Stop Overthinking Your Blog Posts!

Written by Nick Stamoulis

We find that website owners come up with all sorts of excuses as to why they don’t have an active blog on their website. The two most common excuses are that they don’t have time to blog and they don’t know what to write about. To these website owners/businesses we say, stop overthinking it!

Stop Overthinking Your Blog Posts

Yes, a business blog should be professional and yes, it should be presented well. But businesses need to keep in mind that a business blog post isn’t a white paper, press release, RFP, case study, etc. A blog post is a much less formal publication. It’s a place to share a quick insight, opinion, or bit of information. When a blog post is viewed in this way, it makes it much less intimidating.

Our advice to business bloggers is to get outside of his or her own heads and instead, think like a current or potential client or customer. What kind of information might they be looking for? Sure, this information might seem obvious and not worthy of a blog post to you- but is it really obvious to your target audience? It’s doubtful.

Really, any topic that is related to your industry is fair game for a blog post. What’s going on in your company? What’s going on in your industry? What are your clients’/customers’ most common questions/concerns? If you can’t generate a list of potential blog topics after asking yourself these questions, you’re in more trouble than simply having an inactive blog!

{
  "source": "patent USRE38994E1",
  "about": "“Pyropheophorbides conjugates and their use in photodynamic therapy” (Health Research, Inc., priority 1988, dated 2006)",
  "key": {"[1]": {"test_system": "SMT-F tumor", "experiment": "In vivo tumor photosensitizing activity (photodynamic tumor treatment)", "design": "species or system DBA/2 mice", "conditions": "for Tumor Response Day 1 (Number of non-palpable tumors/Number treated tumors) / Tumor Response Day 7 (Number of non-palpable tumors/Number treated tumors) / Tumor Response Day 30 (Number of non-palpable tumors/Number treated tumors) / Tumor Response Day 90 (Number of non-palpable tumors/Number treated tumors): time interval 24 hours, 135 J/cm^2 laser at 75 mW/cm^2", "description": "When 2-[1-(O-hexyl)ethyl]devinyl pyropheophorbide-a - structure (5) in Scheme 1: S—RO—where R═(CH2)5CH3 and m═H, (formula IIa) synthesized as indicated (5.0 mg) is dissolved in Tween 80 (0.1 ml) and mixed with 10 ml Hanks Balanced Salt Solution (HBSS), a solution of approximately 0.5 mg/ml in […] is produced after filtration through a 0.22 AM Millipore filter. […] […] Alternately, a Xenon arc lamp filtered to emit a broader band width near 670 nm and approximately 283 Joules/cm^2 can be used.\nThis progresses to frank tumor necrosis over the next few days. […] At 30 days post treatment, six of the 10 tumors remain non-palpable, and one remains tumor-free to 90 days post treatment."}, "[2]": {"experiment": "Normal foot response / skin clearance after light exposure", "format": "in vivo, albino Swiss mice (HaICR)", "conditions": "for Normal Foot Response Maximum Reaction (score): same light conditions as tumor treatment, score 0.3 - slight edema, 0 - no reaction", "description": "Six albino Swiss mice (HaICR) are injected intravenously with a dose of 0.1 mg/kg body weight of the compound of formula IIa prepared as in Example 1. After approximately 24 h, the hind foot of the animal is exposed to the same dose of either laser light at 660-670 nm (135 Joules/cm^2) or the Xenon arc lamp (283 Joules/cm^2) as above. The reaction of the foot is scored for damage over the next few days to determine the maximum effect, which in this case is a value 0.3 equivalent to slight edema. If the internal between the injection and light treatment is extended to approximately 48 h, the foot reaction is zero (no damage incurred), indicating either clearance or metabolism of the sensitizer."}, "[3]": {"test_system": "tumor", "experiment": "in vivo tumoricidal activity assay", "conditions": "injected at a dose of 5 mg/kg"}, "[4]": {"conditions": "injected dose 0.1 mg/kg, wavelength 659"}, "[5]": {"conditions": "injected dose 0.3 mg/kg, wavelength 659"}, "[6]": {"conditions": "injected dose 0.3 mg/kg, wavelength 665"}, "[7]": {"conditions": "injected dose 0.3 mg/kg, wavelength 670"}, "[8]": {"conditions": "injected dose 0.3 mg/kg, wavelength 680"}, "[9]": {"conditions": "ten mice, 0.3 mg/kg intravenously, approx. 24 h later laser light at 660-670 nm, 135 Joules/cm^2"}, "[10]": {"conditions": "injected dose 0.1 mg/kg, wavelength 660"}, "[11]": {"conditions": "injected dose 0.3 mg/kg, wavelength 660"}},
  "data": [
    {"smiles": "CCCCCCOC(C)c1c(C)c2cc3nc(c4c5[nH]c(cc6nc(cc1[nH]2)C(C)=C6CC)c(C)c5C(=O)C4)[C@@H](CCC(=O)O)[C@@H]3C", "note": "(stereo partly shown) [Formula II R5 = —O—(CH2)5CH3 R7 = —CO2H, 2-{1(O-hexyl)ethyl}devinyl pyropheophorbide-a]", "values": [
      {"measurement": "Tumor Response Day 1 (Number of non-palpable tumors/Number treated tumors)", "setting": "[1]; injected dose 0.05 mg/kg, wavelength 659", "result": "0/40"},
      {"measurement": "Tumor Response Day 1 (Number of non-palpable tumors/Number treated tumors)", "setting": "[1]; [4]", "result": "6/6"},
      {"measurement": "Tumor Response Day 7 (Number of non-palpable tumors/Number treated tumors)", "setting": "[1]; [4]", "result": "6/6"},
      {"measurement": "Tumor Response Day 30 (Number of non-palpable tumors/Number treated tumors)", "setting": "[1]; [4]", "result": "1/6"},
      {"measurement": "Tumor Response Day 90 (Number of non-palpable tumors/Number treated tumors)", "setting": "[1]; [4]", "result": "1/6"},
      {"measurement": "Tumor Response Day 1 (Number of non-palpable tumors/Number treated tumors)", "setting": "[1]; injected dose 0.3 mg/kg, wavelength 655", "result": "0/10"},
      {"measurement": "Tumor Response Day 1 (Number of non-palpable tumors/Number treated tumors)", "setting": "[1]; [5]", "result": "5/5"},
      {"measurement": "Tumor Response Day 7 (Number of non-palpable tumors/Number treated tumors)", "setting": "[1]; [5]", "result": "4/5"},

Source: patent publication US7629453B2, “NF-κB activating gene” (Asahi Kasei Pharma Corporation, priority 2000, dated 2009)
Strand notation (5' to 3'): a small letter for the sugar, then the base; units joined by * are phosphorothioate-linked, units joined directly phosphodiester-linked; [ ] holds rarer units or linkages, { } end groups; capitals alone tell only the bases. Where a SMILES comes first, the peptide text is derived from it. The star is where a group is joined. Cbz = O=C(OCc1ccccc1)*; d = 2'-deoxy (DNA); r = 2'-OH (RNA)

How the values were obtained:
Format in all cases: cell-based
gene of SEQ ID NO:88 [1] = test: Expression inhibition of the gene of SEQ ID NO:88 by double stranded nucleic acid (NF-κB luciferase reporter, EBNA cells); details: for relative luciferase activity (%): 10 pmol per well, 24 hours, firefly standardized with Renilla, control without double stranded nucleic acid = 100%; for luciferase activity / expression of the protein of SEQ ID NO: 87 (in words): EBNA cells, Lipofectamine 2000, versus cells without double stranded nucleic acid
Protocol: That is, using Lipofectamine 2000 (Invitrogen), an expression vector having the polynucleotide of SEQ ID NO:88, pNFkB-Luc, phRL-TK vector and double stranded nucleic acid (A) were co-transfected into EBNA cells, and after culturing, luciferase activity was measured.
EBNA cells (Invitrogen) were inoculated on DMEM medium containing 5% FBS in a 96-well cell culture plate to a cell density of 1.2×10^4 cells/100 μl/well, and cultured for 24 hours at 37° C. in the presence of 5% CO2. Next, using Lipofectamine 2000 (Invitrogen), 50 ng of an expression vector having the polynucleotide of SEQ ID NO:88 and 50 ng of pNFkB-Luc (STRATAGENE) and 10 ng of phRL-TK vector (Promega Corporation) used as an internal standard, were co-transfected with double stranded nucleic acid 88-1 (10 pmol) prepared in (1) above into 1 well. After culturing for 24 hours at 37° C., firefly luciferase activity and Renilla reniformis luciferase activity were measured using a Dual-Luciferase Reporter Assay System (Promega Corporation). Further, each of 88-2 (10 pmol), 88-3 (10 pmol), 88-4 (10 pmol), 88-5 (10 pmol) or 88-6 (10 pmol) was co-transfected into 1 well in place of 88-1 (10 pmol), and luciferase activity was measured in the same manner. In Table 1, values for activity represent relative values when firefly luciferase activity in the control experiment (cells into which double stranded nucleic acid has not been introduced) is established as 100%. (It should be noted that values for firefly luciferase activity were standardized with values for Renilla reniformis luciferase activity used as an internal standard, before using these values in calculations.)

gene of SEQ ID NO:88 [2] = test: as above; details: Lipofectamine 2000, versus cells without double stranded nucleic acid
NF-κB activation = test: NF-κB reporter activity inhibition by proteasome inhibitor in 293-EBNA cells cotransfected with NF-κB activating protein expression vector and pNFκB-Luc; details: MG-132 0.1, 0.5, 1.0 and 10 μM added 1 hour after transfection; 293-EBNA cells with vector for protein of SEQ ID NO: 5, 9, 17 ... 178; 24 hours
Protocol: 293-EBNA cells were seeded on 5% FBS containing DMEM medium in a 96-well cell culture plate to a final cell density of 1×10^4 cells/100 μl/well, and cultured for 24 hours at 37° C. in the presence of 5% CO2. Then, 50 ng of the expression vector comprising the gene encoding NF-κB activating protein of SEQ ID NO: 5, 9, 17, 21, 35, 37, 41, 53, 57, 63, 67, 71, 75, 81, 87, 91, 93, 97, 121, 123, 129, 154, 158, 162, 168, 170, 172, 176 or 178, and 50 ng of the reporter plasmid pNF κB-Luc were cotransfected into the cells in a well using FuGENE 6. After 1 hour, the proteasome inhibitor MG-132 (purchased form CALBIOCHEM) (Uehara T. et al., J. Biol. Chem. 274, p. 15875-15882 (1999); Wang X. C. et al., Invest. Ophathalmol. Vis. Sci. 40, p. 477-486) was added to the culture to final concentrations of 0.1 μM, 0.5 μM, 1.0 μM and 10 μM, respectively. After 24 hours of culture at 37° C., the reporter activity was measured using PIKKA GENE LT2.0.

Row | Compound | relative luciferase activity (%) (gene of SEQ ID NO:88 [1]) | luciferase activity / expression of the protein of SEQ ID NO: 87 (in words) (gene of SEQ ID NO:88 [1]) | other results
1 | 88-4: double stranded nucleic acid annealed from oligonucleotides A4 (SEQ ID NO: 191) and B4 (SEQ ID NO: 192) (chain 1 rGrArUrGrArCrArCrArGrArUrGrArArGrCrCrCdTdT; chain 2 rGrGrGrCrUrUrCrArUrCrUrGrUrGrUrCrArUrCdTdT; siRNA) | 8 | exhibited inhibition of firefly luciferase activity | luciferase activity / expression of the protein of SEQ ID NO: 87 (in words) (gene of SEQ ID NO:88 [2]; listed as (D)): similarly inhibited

The key to successful business blogging is not only publishing high quality posts, but also publishing these posts on a regular basis. This is why you must not overthink. Overthinking leads to procrastination and procrastination leads to an inactive blog. Business bloggers should aim for at least one blog post a week, although more than that is ideal if you have the resources to do so.

If you’re thinking that you don’t have the time for one blog post a week, you’re overthinking. It shouldn’t take too long to write up a blog post on an industry topic. After all, you should know what you’re writing about. A blog post is about sharing your own insights and advice. It’s not a research paper. It’s OK to go looking for a few resources to back up what you’re saying but that’s about it. The content should be coming straight from your own knowledge. That being said, it shouldn’t take more than a few hours to write something up once you’ve decided on a topic. Put aside two hours of your week to write up the blog post.

Businesses also need to stop thinking that a blog post needs to be reviewed, edited, and approved by a bunch of different people. This essentially means that you don’t have faith in your writer or writers. Tell them what they can and can’t write about up front. It’s good to have one person review a post, but that’s it! A quick review process means a quick turnaround time from creation to publication. A blog post isn’t very beneficial when it’s just sitting in someone’s inbox.

The bottom line is that businesses need to stop overthinking their blog post content and just do it!

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